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    ABSTRACT: Immunglobulin-E (IgE)-vermittelte allergische Erkrankungen zeichnen sich durch einen heterogenen klinischen Phänotyp und sehr unterschiedliche Sensibilisierungsprofile aus. Sie weisen somit einen ausgesprochen individuellen Charakter auf. Neben einer genetischen Prädisposition spielen in der Sensibilisierungsphase und bei der Auslösung von Symptomen die verschiedensten Umweltfaktoren eine Rolle. Da die wichtigsten klinisch relevanten Allergene inzwischen in gereinigter Form als rekombinante Allergene zur Verfügung stehen, kann das Sensibilisierungsmuster der betroffenen Allergiker mittels Komponenten-aufgelöster In-vitro-Diagnostik auf molekularer Ebene erfasst werden. Solche Daten erlauben möglicherweise Aussagen über den Schwergrad und die Persistenz der allergischen Erkrankung sowie zur Prognose einer spezifischen Immuntherapie (SIT). Das Potenzial dieses Ansatzes ist noch in kontrollierten klinischen Studien zu prüfen. Weiterhin werden im vorliegenden Beitrag im Kontext der atopischen Dermatitis (AD), der allergischen Rhinitis, des allergischen Asthmas und des atopischen Marsches verschiedene weitere Screening-Biomarker, diagnostische und prognostische Biomarker, Biomarker für den Schweregrad der Erkrankungen und prädiktive Biomarker vorgestellt und diskutiert. Ein erheblicher Anteil der Immuntherapien allergischer Erkrankungen wird traditionell in personalisierter Weise mit Individualrezepturen durchgeführt, die häufig aus Mischungen zahlreicher Allergenextrakte bestehen. Eine gesicherte Evidenz zur Wirksamkeit und Sicherheit dieses Ansatzes liegt nicht vor. In Deutschland wurde durch die Therapieallergene-Verordnung (TAV) festgelegt, dass Allergenprodukte für die SIT von Insektengiftallergien, gegen Pollen früh blühender Bäume und Gräserpollen sowie gegen Hausstaubmilben zukünftig ausschließlich als zugelassene Arzneimittel in den Verkehr gebracht werden dürfen. Die personalisierte SIT mit Individualrezepturen wird somit auf seltenere allergische Erkrankungen eingeschränkt, für die Generierung umfassender klinischer Daten aufgrund der geringen Patientenzahlen problematisch ist. Verschiedene rekombinante Allergene werden inzwischen in klinischen Prüfungen der Phase III untersucht. Im Gegensatz zu Allergenextrakten bieten rekombinante Allergene die Möglichkeit, den Patienten mit einer Mischung exakt derjenigen Moleküle zu behandeln, gegen die eine Sensibilisierung besteht. Die Umsetzung dieses personalisierten, innovativen Immuntherapieansatzes innerhalb des bestehenden regulatorischen Rahmens stellt allerdings eine Herausforderung dar.
    Bundesgesundheitsblatt - Gesundheitsforschung - Gesundheitsschutz 01/2013; 56(11). · 0.72 Impact Factor
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    Journal of Allergy and Clinical Immunology 11/2012; 130(5):1049-62. · 12.05 Impact Factor
  • Clinical and Experimental Dermatology 10/2012; · 1.33 Impact Factor
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    ABSTRACT: Allergic rhinitis (AR) and asthma represent global health problems for all age groups. Asthma and rhinitis frequently coexist in the same subjects. Allergic Rhinitis and its Impact on Asthma (ARIA) was initiated during a World Health Organization workshop in 1999 (published in 2001). ARIA has reclassified AR as mild/moderate-severe and intermittent/persistent. This classification closely reflects patients' needs and underlines the close relationship between rhinitis and asthma. Patients, clinicians, and other health care professionals are confronted with various treatment choices for the management of AR. This contributes to considerable variation in clinical practice, and worldwide, patients, clinicians, and other health care professionals are faced with uncertainty about the relative merits and downsides of the various treatment options. In its 2010 Revision, ARIA developed clinical practice guidelines for the management of AR and asthma comorbidities based on the Grading of Recommendation, Assessment, Development and Evaluation (GRADE) system. ARIA is disseminated and implemented in more than 50 countries of the world. Ten years after the publication of the ARIA World Health Organization workshop report, it is important to make a summary of its achievements and identify the still unmet clinical, research, and implementation needs to strengthen the 2011 European Union Priority on allergy and asthma in children.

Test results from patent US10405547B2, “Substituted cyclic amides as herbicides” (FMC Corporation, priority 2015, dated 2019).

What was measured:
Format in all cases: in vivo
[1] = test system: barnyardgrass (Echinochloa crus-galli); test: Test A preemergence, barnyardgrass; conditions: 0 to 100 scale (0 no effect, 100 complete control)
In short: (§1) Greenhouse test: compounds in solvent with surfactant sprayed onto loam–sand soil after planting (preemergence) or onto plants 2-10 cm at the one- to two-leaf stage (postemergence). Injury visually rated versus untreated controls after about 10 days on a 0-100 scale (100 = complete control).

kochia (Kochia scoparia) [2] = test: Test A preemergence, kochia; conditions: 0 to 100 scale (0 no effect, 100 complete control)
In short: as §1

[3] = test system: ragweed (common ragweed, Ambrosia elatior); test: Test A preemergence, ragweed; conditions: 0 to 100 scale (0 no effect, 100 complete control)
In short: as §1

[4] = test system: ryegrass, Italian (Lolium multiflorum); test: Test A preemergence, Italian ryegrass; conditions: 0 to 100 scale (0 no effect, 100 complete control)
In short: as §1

The Journal of allergy and clinical immunology 10/2012; · 12.05 Impact Factor
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    ABSTRACT: The existing evidence for treatment of atopic eczema (atopic dermatitis, AE) is evaluated using the national standard Appraisal of Guidelines Research and Evaluation. The consensus process consisted of a nominal group process and a DELPHI procedure. Management of AE must consider the individual symptomatic variability of the disease. Basic therapy is focused on hydrating topical treatment, and avoidance of specific and unspecific provocation factors. Anti-inflammatory treatment based on topical glucocorticosteroids and topical calcineurin inhibitors (TCI) is used for exacerbation management and more recently for proactive therapy in selected cases. Topical corticosteroids remain the mainstay of therapy, but the TCI tacrolimus and pimecrolimus are preferred in certain locations. Systemic immune-suppressive treatment is an option for severe refractory cases. Microbial colonization and superinfection may induce disease exacerbation and can justify additional antimicrobial treatment. Adjuvant therapy includes UV irradiation preferably with UVA1 wavelength or UVB 311 nm. Dietary recommendations should be specific and given only in diagnosed individual food allergy. Allergen-specific immunotherapy to aeroallergens may be useful in selected cases. Stress-induced exacerbations may make psychosomatic counselling recommendable. 'Eczema school' educational programs have been proven to be helpful. Pruritus is targeted with the majority of the recommended therapies, but some patients need additional antipruritic therapies.
    Journal of the European Academy of Dermatology and Venereology 09/2012; 26(9):1176-93. · 2.69 Impact Factor

Publication Stats

5k Citations
1,056.22 Total Impact Points

Institutions

  • 1998–2014
    • University of Bonn
      • Klinik und Poliklinik für Dermatologie und Allergologie
      Bonn, North Rhine-Westphalia, Germany
  • 2013
    • Paul-Ehrlich-Institut
      Langen, Hesse, Germany
    • Bundesinstitut für Arzneimittel und Medizinprodukte
      Bonn, North Rhine-Westphalia, Germany
  • 2012
    • Centre Hospitalier Universitaire de Montpellier
      Montpelhièr, Languedoc-Roussillon, France
  • 2011
    • French Institute of Health and Medical Research
      Lutetia Parisorum, Île-de-France, France
  • 2006–2011
    • University of Bonn - Medical Center
      Bonn, North Rhine-Westphalia, Germany
    • Sigmund-Freud-Institut
      Frankfurt, Hesse, Germany
    • Centre Hospitalier Universitaire de Reims
      Rheims, Champagne-Ardenne, France
  • 1986–2001
    • Ludwig-Maximilian-University of Munich
      • Department of Dermatology and Allergology
      München, Bavaria, Germany
  • 1994
    • Unité Inserm U1077
      Caen, Lower Normandy, France
  • 1987–1992
    • Technische Universität München
      München, Bavaria, Germany
  • 1989
    • University of Vienna
      Wien, Vienna, Austria
  • 1985
    • Hospices Civils de Lyon
      Lyons, Rhône-Alpes, France